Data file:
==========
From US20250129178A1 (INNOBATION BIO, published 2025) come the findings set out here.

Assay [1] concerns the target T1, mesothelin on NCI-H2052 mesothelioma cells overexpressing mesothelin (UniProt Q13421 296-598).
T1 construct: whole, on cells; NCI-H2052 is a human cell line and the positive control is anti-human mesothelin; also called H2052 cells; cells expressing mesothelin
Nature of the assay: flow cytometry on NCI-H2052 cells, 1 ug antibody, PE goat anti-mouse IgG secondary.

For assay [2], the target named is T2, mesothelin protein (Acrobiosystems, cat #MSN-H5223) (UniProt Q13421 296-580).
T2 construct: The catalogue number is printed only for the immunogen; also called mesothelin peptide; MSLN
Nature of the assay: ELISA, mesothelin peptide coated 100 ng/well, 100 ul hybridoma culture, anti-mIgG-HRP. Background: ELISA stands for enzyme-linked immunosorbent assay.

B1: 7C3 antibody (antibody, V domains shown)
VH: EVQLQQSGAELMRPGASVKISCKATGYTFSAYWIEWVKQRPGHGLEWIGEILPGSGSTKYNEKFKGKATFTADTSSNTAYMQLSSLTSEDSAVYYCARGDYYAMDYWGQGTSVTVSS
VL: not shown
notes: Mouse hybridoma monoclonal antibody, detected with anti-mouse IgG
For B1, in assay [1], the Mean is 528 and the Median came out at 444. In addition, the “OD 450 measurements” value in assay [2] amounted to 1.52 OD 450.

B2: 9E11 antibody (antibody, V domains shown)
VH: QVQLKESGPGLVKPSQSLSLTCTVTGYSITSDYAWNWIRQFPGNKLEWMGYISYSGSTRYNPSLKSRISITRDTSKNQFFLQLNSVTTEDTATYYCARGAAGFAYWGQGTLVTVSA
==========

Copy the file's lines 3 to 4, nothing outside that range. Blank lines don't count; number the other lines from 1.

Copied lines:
T1 construct: whole, on cells; NCI-H2052 is a human cell line and the positive control is anti-human mesothelin; also called H2052 cells; cells expressing mesothelin
Nature of the assay: flow cytometry on NCI-H2052 cells, 1 ug antibody, PE goat anti-mouse IgG secondary.